A blog on the news that is not reported in the US could be much longer. This is only about a few items involving global intellectual property negotiations.
The World Intellectual Property Organization
Beginning in 2004, the World Intellectual Property Organization (WIPO), the specialized UN agency dealing with patents, copyrights and other types of intellectual property rights, underwent a huge upheaval. Once almost entirely a tool of special interests in the pharmaceutical, entertainment and publishing industries, WIPO is emerging as forum for real debates over global intellectual property policy. Proposals for ill conceived treaties on patent harmonization and the protection of broadcasting organizations were blocked, the first by developing countries, and the second by a coalition of developing countries, civil society NGOs, and innovative businesses.
In 2007, WIPO adopted a far reaching and widely praised "Development Agenda," with 45 recommendations that redefined and expanded the agency mission to include a more balanced and modern approach to both access and the support of innovation and creativity.
Earlier this year the WIPO DG was forced to agree to resign by the fall, over misconduct. A tentative election for a successor was recently held, and the new WIPO DG will be Francis Gurry from Australia, a highly regarded expert who now heads the WIPO patent section.
The WIPO Standing Committee on Copyright and Related Rights (SCCR), having rejected a new treaty that would have given broadcasting and webcasting organizations a property right in content they merely transmit, is now redefining its mission. First up is an agenda item involving limitations and exceptions to copyrights, including a possible treaty for the visually impaired, to make it easier to publish materials across border that are accessible to the global blind community.
This week in Geneva the WIPO Standing Committee on Patents (SCP) is holding its first meeting in two years, in an attempt to create a new work program on patents. The meeting is very important. Right now the SCP is considering agenda items in four areas, including:
1) Information on patents (Patent information). This would include "dissemination of patent information (including the registration of licenses) and a "database on search and examination reports."
2) Exceptions and limitations which would include exceptions from patentable subject matter, limitations to the rights, research exemption and compulsory licenses.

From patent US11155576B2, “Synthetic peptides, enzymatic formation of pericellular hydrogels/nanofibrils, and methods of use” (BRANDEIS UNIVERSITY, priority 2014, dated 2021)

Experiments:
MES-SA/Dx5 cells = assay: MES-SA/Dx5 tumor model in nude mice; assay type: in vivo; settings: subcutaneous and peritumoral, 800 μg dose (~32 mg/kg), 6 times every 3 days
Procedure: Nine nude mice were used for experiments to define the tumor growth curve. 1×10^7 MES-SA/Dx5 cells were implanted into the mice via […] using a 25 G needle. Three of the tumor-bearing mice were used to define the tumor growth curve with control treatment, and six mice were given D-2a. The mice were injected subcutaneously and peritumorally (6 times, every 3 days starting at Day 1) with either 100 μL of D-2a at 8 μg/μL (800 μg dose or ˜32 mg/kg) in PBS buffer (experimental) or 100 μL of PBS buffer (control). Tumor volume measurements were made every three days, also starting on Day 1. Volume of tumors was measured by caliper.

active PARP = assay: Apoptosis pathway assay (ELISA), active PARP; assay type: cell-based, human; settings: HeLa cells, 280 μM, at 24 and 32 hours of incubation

3) Patents and standards.
4) Client-attorney privilege.
Of these, items 2 and 3 are particularly important. The meeting continues until Friday.
World Health Organization
The World Health Organization has been engaged in intense negotiations over public health, innovation and intellectual property since 2003, and in May adopted a widely praised 48 page documentt that set out a program through 2015 dealing with innovation and access (i+a) for medical technologies. The new WHO approach will include creative ways of dealing with the support of both innovation and access, including importantly an emphasis on "the de-linkage of the costs of research and development and the price of health products." Among the controversial initiatives backed by the new WHO plan are the use of prizes to stimulate R&D, patent pools to obtain licenses that enable generic competition in developing countries, and discussions on a new biomedical R&D treaty.
The WHO is setting up a new task force to address certain elements of the the plan, and will consider proposals from member states, including these new proposals from Barbados and Bolivia to create several prize funds to support innovation in areas such as the development of new diagnostic tests for TB, or new priority medicines and vaccines (including antibiotics).
Japan, the US and the European Union are holding secret negotiations on a new intellectual property right enforcement treaty, misleadingly named the Anti-Counterfeiting Trade Agreement. This negotiation is making headlines in Canada and is reported in Europe, but not by the US newspapers and wire services. We can't even get from the USTR a copy of the agenda of the secret meetings, or names of the negotiators.